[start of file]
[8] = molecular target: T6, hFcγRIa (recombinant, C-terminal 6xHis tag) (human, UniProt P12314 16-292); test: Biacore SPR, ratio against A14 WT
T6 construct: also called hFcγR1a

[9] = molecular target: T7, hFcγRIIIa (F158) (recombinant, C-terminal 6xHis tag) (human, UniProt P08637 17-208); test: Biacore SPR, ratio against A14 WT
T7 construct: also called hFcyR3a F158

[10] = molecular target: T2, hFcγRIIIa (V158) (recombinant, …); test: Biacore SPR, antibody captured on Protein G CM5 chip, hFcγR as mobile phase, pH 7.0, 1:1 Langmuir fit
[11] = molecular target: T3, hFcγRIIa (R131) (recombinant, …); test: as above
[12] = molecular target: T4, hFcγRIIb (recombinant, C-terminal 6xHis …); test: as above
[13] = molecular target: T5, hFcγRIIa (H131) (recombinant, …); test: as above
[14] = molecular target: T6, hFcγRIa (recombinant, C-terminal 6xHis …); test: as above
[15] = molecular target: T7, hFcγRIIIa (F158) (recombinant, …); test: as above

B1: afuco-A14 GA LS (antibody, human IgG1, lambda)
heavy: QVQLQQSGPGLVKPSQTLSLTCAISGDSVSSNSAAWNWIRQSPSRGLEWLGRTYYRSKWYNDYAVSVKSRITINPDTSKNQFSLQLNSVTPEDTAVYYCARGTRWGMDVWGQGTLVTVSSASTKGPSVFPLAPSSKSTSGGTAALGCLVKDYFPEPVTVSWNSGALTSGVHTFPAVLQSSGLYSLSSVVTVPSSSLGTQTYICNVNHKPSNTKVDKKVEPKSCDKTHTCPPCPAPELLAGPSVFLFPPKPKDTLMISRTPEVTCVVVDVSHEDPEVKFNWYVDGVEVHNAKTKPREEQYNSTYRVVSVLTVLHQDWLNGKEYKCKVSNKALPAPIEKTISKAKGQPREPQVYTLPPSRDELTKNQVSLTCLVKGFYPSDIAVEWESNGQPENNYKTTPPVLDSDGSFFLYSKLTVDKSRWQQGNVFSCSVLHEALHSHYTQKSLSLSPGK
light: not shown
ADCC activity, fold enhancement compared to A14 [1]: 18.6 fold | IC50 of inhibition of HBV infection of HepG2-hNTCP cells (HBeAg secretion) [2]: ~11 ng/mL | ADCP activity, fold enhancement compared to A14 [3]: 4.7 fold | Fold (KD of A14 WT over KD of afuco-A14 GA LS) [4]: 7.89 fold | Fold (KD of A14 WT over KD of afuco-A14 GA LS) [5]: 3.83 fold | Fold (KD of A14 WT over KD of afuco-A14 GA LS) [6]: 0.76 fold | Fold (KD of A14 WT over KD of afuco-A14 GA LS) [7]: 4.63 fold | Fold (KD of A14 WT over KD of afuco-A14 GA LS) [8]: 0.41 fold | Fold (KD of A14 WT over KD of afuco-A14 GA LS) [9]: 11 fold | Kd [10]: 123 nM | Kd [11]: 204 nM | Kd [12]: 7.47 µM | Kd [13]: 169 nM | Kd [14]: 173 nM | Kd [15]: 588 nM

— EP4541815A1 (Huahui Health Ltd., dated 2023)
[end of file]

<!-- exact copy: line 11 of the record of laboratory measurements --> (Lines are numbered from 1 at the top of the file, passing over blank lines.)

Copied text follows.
B1: afuco-A14 GA LS (antibody, human IgG1, lambda)